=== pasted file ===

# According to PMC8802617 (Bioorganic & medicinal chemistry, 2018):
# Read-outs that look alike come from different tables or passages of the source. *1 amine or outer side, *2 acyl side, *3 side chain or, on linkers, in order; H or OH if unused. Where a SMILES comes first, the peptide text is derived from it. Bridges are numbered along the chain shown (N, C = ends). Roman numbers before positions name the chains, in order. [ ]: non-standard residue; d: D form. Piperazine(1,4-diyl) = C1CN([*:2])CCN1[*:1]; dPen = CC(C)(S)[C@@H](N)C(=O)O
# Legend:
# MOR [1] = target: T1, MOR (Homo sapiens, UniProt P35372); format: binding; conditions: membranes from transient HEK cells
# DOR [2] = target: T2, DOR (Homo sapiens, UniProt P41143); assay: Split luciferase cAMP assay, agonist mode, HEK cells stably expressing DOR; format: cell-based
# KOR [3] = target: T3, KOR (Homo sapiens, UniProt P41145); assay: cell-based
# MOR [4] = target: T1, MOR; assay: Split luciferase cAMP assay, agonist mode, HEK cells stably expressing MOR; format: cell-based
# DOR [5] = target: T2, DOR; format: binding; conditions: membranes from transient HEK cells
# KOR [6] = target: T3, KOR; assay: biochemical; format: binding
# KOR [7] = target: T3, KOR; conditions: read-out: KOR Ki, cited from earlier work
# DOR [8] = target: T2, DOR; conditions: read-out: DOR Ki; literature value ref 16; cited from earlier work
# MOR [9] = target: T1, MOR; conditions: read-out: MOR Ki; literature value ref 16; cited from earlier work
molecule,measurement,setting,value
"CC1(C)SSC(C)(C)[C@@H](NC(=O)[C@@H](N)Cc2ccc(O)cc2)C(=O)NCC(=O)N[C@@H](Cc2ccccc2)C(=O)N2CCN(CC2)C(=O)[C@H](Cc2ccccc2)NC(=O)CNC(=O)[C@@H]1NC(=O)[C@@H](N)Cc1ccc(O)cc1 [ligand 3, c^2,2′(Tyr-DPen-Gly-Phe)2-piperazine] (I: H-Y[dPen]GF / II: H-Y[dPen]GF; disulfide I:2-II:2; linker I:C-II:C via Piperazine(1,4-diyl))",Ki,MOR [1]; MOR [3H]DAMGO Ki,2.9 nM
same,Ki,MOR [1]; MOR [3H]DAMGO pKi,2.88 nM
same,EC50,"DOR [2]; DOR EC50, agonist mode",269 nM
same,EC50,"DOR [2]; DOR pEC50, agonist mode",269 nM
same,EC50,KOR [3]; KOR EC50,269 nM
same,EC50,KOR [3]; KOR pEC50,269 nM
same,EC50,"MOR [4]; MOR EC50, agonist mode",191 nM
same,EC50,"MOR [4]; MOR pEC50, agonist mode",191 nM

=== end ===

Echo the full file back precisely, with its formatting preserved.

# According to PMC8802617 (Bioorganic & medicinal chemistry, 2018):
# Read-outs that look alike come from different tables or passages of the source. *1 amine or outer side, *2 acyl side, *3 side chain or, on linkers, in order; H or OH if unused. Where a SMILES comes first, the peptide text is derived from it. Bridges are numbered along the chain shown (N, C = ends). Roman numbers before positions name the chains, in order. [ ]: non-standard residue; d: D form. Piperazine(1,4-diyl) = C1CN([*:2])CCN1[*:1]; dPen = CC(C)(S)[C@@H](N)C(=O)O
# Legend:
# MOR [1] = target: T1, MOR (Homo sapiens, UniProt P35372); format: binding; conditions: membranes from transient HEK cells
# DOR [2] = target: T2, DOR (Homo sapiens, UniProt P41143); assay: Split luciferase cAMP assay, agonist mode, HEK cells stably expressing DOR; format: cell-based
# KOR [3] = target: T3, KOR (Homo sapiens, UniProt P41145); assay: cell-based
# MOR [4] = target: T1, MOR; assay: Split luciferase cAMP assay, agonist mode, HEK cells stably expressing MOR; format: cell-based
# DOR [5] = target: T2, DOR; format: binding; conditions: membranes from transient HEK cells
# KOR [6] = target: T3, KOR; assay: biochemical; format: binding
# KOR [7] = target: T3, KOR; conditions: read-out: KOR Ki, cited from earlier work
# DOR [8] = target: T2, DOR; conditions: read-out: DOR Ki; literature value ref 16; cited from earlier work
# MOR [9] = target: T1, MOR; conditions: read-out: MOR Ki; literature value ref 16; cited from earlier work
molecule,measurement,setting,value
"CC1(C)SSC(C)(C)[C@@H](NC(=O)[C@@H](N)Cc2ccc(O)cc2)C(=O)NCC(=O)N[C@@H](Cc2ccccc2)C(=O)N2CCN(CC2)C(=O)[C@H](Cc2ccccc2)NC(=O)CNC(=O)[C@@H]1NC(=O)[C@@H](N)Cc1ccc(O)cc1 [ligand 3, c^2,2′(Tyr-DPen-Gly-Phe)2-piperazine] (I: H-Y[dPen]GF / II: H-Y[dPen]GF; disulfide I:2-II:2; linker I:C-II:C via Piperazine(1,4-diyl))",Ki,MOR [1]; MOR [3H]DAMGO Ki,2.9 nM
same,Ki,MOR [1]; MOR [3H]DAMGO pKi,2.88 nM
same,EC50,"DOR [2]; DOR EC50, agonist mode",269 nM
same,EC50,"DOR [2]; DOR pEC50, agonist mode",269 nM
same,EC50,KOR [3]; KOR EC50,269 nM
same,EC50,KOR [3]; KOR pEC50,269 nM
same,EC50,"MOR [4]; MOR EC50, agonist mode",191 nM
same,EC50,"MOR [4]; MOR pEC50, agonist mode",191 nM